Since 1950, when cortisone was first used for the treatment of virilizing adrenal hyperplasia, the methods and results of therapy have been reported from time to time from this clinic 1-9 and by other workers,10-13 and the differential diagnosis also has been discussed.8,9 This paper summarizes briefly the present concepts concerning the pathogenesis and differential diagnosis of this disorder, and the results of treatment with cortisone and some of the newer closely related steroids.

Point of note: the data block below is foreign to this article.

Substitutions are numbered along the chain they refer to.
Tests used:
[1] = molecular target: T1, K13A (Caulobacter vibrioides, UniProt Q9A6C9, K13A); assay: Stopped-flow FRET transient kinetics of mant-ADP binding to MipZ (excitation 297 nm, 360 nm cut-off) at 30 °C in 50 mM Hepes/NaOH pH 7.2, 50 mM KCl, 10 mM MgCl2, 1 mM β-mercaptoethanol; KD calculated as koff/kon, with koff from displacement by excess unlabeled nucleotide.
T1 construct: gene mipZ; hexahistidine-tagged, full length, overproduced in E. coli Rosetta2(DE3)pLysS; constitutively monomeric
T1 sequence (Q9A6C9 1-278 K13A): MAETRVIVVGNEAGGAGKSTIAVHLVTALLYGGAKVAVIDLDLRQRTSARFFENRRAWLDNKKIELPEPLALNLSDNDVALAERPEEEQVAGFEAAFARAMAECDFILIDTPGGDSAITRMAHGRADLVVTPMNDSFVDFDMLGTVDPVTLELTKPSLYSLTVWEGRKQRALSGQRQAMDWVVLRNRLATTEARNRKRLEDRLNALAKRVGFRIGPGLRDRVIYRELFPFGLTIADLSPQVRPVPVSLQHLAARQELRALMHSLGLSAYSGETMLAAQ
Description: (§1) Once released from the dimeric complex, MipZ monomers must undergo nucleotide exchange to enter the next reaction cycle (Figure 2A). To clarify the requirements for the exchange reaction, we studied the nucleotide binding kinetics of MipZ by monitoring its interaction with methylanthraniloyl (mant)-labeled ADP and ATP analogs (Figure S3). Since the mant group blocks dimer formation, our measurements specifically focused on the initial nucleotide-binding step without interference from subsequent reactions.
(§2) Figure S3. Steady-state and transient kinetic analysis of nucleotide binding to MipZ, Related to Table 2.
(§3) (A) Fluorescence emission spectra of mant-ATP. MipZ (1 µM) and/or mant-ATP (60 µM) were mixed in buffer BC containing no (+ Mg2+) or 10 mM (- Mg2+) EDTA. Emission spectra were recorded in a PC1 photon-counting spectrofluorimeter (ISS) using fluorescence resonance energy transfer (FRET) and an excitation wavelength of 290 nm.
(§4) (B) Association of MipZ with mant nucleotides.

As shown in Table 1, of 87 patients observed 68, or 78%, were female pseudohermaphrodites. It is probable that this does not represent the true sex distribution, as the diagnosis is made more readily in females, while males often die in infancy from salt loss before the true nature of the disorder is suspected. Thirty, or approximately one-third, of the patients had associated salt-losing symptomatology. Seventy-five patients have been treated, of whom only